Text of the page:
About mid-point on the north side of the green, there’s a side road that will take you across the river through a lovely covered bridge. Have a peek at that, the view from mid-span is worth checking out. Today, I’m not leading you to the other side of the bridge–there’s a lot over there, but that’s for another blogpost! Today, we’re just taking an easy stroll around the village. Walk down to the west end of the green. Straight ahead of you will be St. John’s Episcopal Church. Really a nice old stone building. And on your right is the old Town Hall. This is worth noting for later. The auditorium has been upgraded with a great sound system and comfortable seats. The local arts foundation, Pentangle for the Arts, holds a variety of events here…movies, concerts and theater. Check the schedule that will be posted out front. Maybe you’ll want to come back tonight for a show?
Norman Williams Public Library
Now walk back through the green toward the commercial section of town. On your right you will see the Woodstock Inn, a courthouse, and then the Library. What a wonderful public library! There are a lot of small well appointed libraries in villages all over Vermont (we have a very nice one in Felchville), due to generous contributions from local businessmen who valued public access to information. The Woodstock library was built in 1883-4 by the son of Norman Williams as a gift to the town and has been very popular since the day it opened. Go inside if you have time and just walk around. For such a small town, this is a magnificent space and a great resource. And wow! it’s beautiful! I promise you’ll be impressed.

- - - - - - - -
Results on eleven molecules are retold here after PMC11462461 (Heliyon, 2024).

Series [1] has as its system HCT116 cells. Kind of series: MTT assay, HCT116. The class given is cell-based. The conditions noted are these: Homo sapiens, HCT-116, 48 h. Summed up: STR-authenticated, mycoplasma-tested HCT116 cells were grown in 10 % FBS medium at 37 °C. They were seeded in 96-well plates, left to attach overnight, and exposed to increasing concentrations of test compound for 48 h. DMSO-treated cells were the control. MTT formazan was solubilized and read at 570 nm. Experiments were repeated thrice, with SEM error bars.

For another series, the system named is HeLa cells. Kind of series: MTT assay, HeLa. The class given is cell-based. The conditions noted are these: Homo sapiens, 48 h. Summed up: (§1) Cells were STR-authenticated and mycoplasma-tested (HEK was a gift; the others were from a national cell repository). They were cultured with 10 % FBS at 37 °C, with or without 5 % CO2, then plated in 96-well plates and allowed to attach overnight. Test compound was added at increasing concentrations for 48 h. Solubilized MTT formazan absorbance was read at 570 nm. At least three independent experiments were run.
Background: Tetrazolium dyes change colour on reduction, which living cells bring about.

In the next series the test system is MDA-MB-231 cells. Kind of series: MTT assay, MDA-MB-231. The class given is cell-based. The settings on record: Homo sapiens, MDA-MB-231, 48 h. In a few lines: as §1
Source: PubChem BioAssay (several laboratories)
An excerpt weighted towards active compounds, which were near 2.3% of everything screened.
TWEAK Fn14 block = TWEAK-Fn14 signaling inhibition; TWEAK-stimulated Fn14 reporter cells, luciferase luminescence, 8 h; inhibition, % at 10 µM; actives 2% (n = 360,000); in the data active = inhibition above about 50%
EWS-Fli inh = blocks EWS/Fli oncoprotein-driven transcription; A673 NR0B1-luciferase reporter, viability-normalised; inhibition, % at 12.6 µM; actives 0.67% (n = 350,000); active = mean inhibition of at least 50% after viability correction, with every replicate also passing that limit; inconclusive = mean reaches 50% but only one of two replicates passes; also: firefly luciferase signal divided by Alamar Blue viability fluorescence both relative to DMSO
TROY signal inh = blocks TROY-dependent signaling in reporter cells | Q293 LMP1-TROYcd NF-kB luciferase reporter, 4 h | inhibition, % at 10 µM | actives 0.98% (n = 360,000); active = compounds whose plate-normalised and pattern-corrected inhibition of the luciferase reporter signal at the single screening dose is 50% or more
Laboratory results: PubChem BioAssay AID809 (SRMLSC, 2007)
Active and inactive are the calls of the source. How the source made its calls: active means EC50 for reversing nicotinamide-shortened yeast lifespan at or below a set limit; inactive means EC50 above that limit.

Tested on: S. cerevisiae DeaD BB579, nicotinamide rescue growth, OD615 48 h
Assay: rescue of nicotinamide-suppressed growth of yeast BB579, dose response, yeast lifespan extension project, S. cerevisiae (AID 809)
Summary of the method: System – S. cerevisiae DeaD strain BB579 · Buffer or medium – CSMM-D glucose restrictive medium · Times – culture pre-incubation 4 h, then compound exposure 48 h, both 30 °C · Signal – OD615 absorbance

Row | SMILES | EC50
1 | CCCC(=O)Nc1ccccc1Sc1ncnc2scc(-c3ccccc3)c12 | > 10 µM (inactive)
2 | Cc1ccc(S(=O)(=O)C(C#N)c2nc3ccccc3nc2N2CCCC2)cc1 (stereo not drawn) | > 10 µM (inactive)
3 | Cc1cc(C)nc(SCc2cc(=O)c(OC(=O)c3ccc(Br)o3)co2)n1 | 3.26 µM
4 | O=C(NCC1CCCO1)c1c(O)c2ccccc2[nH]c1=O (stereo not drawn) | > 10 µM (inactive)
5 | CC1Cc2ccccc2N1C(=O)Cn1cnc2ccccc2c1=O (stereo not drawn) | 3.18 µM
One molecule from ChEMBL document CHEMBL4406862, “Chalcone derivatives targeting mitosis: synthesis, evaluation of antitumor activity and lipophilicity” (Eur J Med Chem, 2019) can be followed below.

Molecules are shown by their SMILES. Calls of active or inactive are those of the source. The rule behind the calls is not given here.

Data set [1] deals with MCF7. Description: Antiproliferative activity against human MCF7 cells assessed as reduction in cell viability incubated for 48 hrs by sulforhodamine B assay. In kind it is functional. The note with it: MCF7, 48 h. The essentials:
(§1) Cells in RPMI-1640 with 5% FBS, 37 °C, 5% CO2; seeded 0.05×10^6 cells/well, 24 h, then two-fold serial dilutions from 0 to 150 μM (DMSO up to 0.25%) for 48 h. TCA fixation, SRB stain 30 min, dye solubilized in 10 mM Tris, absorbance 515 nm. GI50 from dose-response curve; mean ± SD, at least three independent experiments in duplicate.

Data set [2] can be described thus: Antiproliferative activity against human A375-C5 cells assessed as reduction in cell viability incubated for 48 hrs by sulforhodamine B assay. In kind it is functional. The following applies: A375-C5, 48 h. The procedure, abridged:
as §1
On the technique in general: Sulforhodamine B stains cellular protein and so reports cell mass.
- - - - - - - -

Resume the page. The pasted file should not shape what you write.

Continue walking east into the heart of Woodstock and you will find yourself at the corner of Central and Elm. For a couple of blocks in any direction, you will find a host of lively and whimsical shops that sell…oh, really anything! There are art galleries and jewelry stores, fashion boutiques and crafts stores, but I’d like to draw your attention to a few of them that really define the local culture and that have been establishments in Woodstock for…generations, I’d guess.